Demons Never Die (2011)
Starring: Robert Sheehan, Jennie Jacques, Jason Maza, Ashley Walters, Reggie Yates, Tulisa Contostavlos
“The truth is we’ve all thought about it at some point – death that is. Life can be painful, we’d like to know that we can end it all if we had to. The warning signs are there if you look hard enough. Those pretty girls who seem to have everything – smiles on the outside, but inside they’re broken.” (Bates, Demons Never Die)
Slasher films have been ten-a-penny since the early ’80s but Demons Never Die is to be commended for trying something different – it’s a slasher film where the victims actually want to die.
Set in London, Demons Never Die tells the story of a group of college students, depressed for various reasons, who have all agreed to carry out a suicide pact. They decide that they’ll all meet up somewhere in the near future and overdose on pills together. While they’re in the process of arguing the whens, wheres and hows of this grim little arrangement however, someone in a mask is offing them one-by-one anyway, annoying the other members of the group who think their chums are killing themselves on their own instead of sticking to the pact.
It’s an interesting idea (at least initially), but one that throws up its own problems. Many slashers suffer in their inability to make the audience feel empathy for its characters – in between all the killings and screaming it’s often hard to develop a character enough that the person watching grows to like them and doesn’t want them to die. Since the characters here all start off wanting to die anyway, it’s very hard to build up some sort of sympathy for them and think “oh, I hope they don’t get killed”, since you know they’re going to run off and have a hundred Nurofen later anyway.
It does create some unexpected sympathy for one of the characters in the group as her reason for wanting to commit suicide is revealed. She’s been doing modelling on the side and she’s been suffering from bulimia for a couple of years, and she’s unable to deal with it. The revelation of this truly tragic motive does shock you into actually caring for her, but it turns out to be a little too late by that point (without going into too much detail).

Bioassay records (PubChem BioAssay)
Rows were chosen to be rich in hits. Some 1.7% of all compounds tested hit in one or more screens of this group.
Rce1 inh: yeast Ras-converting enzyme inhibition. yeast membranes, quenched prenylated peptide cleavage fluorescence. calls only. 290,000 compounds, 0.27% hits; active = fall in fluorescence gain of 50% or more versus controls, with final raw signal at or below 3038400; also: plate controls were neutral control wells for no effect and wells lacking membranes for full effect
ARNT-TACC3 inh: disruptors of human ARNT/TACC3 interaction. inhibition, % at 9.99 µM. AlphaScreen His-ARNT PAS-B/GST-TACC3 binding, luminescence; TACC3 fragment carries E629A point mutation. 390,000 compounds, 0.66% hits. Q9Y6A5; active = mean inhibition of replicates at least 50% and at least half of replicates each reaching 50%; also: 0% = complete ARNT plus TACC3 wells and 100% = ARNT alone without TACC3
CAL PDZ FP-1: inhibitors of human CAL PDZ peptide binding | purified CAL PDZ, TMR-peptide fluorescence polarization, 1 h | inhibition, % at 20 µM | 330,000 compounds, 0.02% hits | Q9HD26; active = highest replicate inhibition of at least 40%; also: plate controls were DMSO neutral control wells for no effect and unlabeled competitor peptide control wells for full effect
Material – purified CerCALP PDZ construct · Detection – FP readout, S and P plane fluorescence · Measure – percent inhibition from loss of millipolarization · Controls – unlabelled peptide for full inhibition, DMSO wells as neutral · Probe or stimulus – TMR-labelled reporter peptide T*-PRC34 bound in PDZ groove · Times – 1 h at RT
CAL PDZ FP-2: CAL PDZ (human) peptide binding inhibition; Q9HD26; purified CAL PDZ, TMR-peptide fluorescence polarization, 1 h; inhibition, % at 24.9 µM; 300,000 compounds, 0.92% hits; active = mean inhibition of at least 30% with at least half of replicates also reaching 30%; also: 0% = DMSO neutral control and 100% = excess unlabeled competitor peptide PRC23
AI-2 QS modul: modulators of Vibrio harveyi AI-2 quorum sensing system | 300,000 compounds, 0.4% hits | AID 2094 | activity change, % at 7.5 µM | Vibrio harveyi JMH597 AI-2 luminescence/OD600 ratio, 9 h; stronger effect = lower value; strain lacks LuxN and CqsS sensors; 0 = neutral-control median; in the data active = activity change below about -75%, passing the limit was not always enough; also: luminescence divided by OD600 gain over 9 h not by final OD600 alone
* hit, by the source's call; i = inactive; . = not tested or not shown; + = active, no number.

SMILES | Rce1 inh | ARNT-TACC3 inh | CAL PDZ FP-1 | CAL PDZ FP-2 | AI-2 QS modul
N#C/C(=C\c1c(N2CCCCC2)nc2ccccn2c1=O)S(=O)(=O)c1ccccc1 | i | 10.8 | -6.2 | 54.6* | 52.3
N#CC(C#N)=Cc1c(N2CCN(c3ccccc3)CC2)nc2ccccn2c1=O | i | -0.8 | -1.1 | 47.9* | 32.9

The film seemingly realises it’s hard to be concerned about the well-being of suicidal people as the final act begins and the majority of the group all suddenly decide “actually, let’s not go through with this”. I’m not going to go too much into whether that possibly trivialises the idea of suicide, as I’m currently not suicidal myself and can’t comment on whether it would possibly feel a little insulting to watch a film in which a group of characters with similar thoughts decide they can just turn those thoughts off and decide just to live instead. In the context of the film it helps because while it does then become a standard slasher from that point, it does at least introduce some tension as the characters now have something to lose.
The cast are all believable and carry off their roles perfectly well, in particular the male and female leads who fall in love and question whether life’s really worth losing when you find someone special. Don’t fall for the film poster and DVD/Blu-ray cover trumpeting N-Dubz and X-Factor star Tulisa Contostavlos as the main billed actress though, because while she does a good job she literally appears for the first two minutes of the film and is then gone, very much replicating the Drew Barrymore role in Scream (but even having much shorter screen time than her).
In fact, it’s clear that Scream is the template for a few of Demons Never Die’s set-pieces. One scene in particular, where the lead female is chased by the killer for a while and manages to escape before her boyfriend suspiciously turns up immediately after the killer disappears, is straight out of the first Scream.
I couldn’t decide what I thought I about Demons Never Die. A lot of the time I respected it for bringing the typical American slasher bollocks to a setting that would be far more realistic and identifiable to British teens, and the fact that all the characters were suicidal anyway – though handled sloppily – at least threw up some interesting questions. The night-vision stuff near the end is also effective. At the same time though I was frustrated by a few things, mainly the lack of tension in the scenes with the killer, the extremely underwhelming ending and the fact that the film is constantly broken up with Hollyoaks-style music montage sequences (leading to the suspicion that the film’s trying almost as much to sell you the achingly hip soundtrack, replete with tracks from Jessie J, Dionne Bromfield and Rizzle Kicks, as much as it’s trying to tell you a story). It’s certainly not a brilliant film then, but it’s at least worth a watch because it does try to take an overused genre and present it in an underused setting.
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